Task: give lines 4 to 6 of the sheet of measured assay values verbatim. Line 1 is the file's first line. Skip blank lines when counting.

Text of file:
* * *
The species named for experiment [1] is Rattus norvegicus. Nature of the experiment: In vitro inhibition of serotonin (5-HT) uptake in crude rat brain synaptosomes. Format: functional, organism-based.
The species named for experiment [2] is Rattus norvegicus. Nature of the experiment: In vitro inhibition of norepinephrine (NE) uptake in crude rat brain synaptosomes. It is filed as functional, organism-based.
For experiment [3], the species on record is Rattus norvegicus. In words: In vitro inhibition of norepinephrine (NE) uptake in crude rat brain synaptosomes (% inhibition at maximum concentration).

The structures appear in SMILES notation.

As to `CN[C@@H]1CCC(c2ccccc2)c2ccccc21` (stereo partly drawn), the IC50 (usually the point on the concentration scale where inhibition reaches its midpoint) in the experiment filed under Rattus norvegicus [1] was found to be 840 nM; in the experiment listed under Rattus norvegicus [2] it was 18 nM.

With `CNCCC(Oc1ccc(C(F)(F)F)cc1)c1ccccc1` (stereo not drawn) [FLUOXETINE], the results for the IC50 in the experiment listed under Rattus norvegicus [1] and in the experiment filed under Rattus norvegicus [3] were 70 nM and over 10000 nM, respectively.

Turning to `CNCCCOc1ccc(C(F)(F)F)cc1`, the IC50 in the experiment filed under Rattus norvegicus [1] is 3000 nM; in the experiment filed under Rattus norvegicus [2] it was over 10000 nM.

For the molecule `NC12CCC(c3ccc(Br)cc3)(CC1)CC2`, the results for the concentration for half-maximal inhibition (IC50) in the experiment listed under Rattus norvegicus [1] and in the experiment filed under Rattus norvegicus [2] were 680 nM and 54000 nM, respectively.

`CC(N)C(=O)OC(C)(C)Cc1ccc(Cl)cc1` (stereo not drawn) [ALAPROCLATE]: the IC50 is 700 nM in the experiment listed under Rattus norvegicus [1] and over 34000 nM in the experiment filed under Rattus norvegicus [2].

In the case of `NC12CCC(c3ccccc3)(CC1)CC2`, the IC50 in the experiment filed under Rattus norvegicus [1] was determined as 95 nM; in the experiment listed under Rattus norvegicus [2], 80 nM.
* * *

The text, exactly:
The structures appear in SMILES notation.

As to `CN[C@@H]1CCC(c2ccccc2)c2ccccc21` (stereo partly drawn), the IC50 (usually the point on the concentration scale where inhibition reaches its midpoint) in the experiment filed under Rattus norvegicus [1] was found to be 840 nM; in the experiment listed under Rattus norvegicus [2] it was 18 nM.

With `CNCCC(Oc1ccc(C(F)(F)F)cc1)c1ccccc1` (stereo not drawn) [FLUOXETINE], the results for the IC50 in the experiment listed under Rattus norvegicus [1] and in the experiment filed under Rattus norvegicus [3] were 70 nM and over 10000 nM, respectively.